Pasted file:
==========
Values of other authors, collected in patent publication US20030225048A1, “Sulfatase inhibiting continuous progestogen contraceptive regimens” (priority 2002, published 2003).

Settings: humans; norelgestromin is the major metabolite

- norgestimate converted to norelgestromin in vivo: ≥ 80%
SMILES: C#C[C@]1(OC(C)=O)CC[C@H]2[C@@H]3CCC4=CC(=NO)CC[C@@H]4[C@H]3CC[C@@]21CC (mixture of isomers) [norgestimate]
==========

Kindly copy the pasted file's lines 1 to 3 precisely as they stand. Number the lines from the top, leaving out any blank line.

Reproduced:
Values of other authors, collected in patent publication US20030225048A1, “Sulfatase inhibiting continuous progestogen contraceptive regimens” (priority 2002, published 2003).

Settings: humans; norelgestromin is the major metabolite

- norgestimate converted to norelgestromin in vivo: ≥ 80%